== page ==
An Escapologist's Diary. Part 2.

A trivial thought occurs. When I leave Glasgow in a few weeks, I will have no keys.

I’ll surrender my house keys to the letting agent and return my drinking club key to the proprietor. All I’ll have left is a pocketful of fluff.

No keys! No security. No commitments. Nothing worth locking up.

At present, my keyring is one of a pair of talismen that is never more than a couple of feet away. A harmless ritual, I absently tap my pockets every now and again to check that wallet and keys are still with me. A ritual soon to be unhinged.

The absence of keys from my pocket is a testament to my giving it all up: to walking away from normal things. The keys go out and a little bit of madness comes in.

I have a spare set of keys in my office drawer, one that the letting agent doesn’t know about. As a symbolic gesture, I might overarm these into Clyde on my way out of town.

A colleague agrees that having no keys would be weird. Since we were about thirteen years old, we have both carried sets of keys every single day, like a couple of jailers. Although he is not of my escapologist bent, he agrees that having no keys is a symbol of liberation.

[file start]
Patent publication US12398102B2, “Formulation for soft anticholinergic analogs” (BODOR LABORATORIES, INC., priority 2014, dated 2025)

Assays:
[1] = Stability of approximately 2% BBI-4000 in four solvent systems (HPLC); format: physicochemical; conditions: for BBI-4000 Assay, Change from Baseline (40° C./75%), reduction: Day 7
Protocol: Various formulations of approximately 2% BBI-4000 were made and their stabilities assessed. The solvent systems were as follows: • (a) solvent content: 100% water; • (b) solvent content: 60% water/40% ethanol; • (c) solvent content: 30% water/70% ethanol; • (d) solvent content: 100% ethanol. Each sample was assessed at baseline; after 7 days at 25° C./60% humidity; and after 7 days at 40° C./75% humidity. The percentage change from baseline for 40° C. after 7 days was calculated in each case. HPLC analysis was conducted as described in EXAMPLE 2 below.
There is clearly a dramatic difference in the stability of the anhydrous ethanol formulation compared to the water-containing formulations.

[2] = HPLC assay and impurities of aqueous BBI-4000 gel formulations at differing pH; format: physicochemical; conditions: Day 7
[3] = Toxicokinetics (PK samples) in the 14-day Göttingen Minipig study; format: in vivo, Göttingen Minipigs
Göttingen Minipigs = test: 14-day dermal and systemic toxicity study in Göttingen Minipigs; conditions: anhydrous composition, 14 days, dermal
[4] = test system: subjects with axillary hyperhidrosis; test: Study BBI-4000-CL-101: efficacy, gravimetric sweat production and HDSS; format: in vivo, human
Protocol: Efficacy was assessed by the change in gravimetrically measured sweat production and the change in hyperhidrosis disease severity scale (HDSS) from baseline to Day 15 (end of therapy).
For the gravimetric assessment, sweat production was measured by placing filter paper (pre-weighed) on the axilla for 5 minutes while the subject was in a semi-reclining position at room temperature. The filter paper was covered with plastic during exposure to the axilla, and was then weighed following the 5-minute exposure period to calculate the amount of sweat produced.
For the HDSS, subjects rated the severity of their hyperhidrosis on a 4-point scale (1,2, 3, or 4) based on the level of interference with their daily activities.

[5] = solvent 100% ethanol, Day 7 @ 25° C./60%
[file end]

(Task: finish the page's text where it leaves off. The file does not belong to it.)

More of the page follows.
“I wish I could do what you do and walk away from everything,” he says, humouring my ideas. Last week I would have told him that only bad faith keeps him at his desk but since then he has bought a house next to a petrol station in Bearsden. Now he has a twenty-seven-year mortgage and another set of keys.

How many keys do you have?

About

Robert Wringham is the editor of New Escapologist. He also writes books and articles. Read more at www.wringham.co.uk/about.

2 Responses to “An Escapologist's Diary. Part 2.”

  1. Dominic Brown says:

    I had the same realization the day I left Winnipeg for Vancouver, in 1991. I held up an empty keychain, and told my friends, ‘Today I am a free man!’

    True, I have acquired keys again since, but never more than a couple at a time, and that moment has stayed in my memory as a warning: every key represents a lock, every lock a feared loss, every fear a neurotic attachment.

    I look forward to the day when I can again walk around with not one key in my pocket.

  2. Rob says:

    Precisely the symbolic sentiment I had in mind.

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